KiwiSaver contributions: Big gap between men and women

Concerning differences between the KiwiSaver contributions of men and women have been exposed in new research from Te Ara Ahunga Ora The Retirement Commission.

The report revealed a 36 percent gap between the amount men and women are putting into KiwiSaver each year.

Te Ara Ahunga Ora policy lead Dr Michelle Reyers said KiwiSaver balance inequalities were outpacing the actual gender pay gap.

She said men and women are contributing the same percentage of their salaries, but women were disadvantaged by working part-time and taking greater care responsibilities, which were unpaid.

“We’re seeing the impact of women being in part-time rather than full-time positions, and all of that is really contributing to the gap being a lot bigger than the hourly rate of 9 percent,” she said.

The research also highlighted ethnic pay gaps which saw lower KiwiSaver contribution amounts for Māori and Pacific peoples.

“If you are Māori or Pacific, you are likely to have around $1500 less contributed into your KiwiSaver account annually than a European person,” she said.

However, Māori have the second highest average employee contribution rate of the ethnic groups reported in this research, despite having the lowest average income.

Te Ara Ahunga Ora Retirement Commission's projections of retirement savings for men and women demonstrates the gender pension gap in retirement savings and retirement savings projections by age 65.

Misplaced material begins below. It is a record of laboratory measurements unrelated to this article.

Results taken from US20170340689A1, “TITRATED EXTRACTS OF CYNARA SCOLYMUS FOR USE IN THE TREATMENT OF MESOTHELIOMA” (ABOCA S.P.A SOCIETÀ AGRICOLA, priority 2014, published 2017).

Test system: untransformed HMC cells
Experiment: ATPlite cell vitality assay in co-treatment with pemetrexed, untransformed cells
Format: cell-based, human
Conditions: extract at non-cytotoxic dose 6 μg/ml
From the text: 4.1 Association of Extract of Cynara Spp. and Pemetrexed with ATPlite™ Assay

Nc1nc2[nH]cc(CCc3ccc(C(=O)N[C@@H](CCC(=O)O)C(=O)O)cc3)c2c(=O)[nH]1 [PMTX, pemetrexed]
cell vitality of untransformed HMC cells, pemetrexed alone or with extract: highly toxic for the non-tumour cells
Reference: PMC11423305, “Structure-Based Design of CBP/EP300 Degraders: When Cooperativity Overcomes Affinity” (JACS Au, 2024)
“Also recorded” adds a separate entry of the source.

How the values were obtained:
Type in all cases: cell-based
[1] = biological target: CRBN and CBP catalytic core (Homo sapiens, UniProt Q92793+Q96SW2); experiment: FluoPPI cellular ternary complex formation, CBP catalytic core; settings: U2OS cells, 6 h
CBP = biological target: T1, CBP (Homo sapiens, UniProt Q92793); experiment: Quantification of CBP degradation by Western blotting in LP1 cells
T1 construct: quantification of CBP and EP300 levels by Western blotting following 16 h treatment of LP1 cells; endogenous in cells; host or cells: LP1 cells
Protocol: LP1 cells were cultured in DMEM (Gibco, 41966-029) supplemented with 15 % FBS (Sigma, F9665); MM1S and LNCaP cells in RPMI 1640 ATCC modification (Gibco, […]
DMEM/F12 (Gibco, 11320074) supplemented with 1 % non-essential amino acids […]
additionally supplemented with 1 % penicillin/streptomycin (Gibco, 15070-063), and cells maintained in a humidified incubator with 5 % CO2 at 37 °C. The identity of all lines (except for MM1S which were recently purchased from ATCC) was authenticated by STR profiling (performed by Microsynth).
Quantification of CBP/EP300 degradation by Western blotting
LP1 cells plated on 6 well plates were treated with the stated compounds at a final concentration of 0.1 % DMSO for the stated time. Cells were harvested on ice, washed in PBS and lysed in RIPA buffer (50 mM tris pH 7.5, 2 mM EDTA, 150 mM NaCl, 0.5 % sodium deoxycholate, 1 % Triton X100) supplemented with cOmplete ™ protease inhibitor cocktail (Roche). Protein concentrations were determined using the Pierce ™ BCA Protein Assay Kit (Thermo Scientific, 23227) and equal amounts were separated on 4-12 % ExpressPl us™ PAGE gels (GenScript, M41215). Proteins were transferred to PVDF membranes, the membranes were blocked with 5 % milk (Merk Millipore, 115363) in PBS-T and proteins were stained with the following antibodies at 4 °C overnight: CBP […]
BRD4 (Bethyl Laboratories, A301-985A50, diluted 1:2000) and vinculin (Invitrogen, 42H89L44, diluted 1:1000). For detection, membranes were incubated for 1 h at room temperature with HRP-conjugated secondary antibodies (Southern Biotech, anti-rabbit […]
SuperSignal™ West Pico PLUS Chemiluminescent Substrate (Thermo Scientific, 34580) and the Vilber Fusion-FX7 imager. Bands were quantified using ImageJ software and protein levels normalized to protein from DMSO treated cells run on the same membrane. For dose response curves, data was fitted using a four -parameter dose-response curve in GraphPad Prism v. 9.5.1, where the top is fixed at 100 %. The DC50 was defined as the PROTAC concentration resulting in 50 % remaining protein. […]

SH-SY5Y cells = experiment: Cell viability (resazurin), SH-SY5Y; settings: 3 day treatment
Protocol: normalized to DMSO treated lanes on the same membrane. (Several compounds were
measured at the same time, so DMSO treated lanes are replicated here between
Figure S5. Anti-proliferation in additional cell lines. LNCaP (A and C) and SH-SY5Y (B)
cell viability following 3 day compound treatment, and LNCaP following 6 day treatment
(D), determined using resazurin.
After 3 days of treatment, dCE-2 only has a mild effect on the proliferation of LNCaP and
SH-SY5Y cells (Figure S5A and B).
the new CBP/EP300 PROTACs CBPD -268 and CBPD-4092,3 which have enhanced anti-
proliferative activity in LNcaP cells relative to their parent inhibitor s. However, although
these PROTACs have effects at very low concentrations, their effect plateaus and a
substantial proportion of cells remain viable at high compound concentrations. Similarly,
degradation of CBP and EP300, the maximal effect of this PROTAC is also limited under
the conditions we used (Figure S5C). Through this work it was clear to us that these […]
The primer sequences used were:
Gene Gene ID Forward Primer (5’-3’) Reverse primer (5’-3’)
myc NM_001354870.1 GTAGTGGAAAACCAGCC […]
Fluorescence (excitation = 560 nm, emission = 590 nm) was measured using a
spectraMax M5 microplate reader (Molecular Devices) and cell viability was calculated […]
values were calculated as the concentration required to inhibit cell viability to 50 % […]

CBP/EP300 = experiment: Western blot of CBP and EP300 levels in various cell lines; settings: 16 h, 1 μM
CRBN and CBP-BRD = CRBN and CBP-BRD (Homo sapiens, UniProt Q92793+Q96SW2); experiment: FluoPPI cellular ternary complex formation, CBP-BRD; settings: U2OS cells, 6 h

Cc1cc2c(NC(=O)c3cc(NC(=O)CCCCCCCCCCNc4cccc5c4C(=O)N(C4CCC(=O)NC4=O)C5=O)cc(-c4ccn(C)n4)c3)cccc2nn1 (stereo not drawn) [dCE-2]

The data highlighted the sizeable impact of ethnic and gender pay gaps on New Zealanders’ abilities to prepare adequately for retirement.

It is already known that Māori, Pacific Peoples and women are more likely to be reliant on NZ Super in retirement due to lower savings and investments.

Retirement Commissioner Jane Wrightson is calling on employers to take a careful look at their current KiwiSaver policies and whether they have their employees’ best interests at heart.

“At the moment we’re not seeing employers show the initiative we’d hope to see,” Jane Wrightson said.

“One in three employees already contribute at a rate higher than the 3 percent minimum. Unfortunately, less than 10 percent of employers contribute more than the compulsory 3 percent, and almost half include KiwiSaver contributions in total earnings for some or all of their employees, which can disincentivise employees to contribute.

“If we want to see change, I think we need to see a more proactive attitude across the board from employers. We all have a stake in New Zealand’s future and there are concerns that people may not be saving enough for retirement, so we need to be taking practical steps to tackle these issues.”

Reyers said it was pleasing to see the Australian government taking steps to address the retirement savings gap for women.

She hoped similar measures could be introduced on this side of the Tasman to support women on paid parental leave by paying superannuation on the paid leave.

According to the news on Radio New Zealand

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